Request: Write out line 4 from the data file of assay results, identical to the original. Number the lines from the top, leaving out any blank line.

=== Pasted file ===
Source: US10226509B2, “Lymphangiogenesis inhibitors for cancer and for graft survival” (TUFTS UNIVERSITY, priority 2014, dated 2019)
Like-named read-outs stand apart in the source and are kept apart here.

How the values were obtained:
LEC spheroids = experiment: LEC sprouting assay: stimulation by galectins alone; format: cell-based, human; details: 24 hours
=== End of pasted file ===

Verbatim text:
LEC spheroids = experiment: LEC sprouting assay: stimulation by galectins alone; format: cell-based, human; details: 24 hours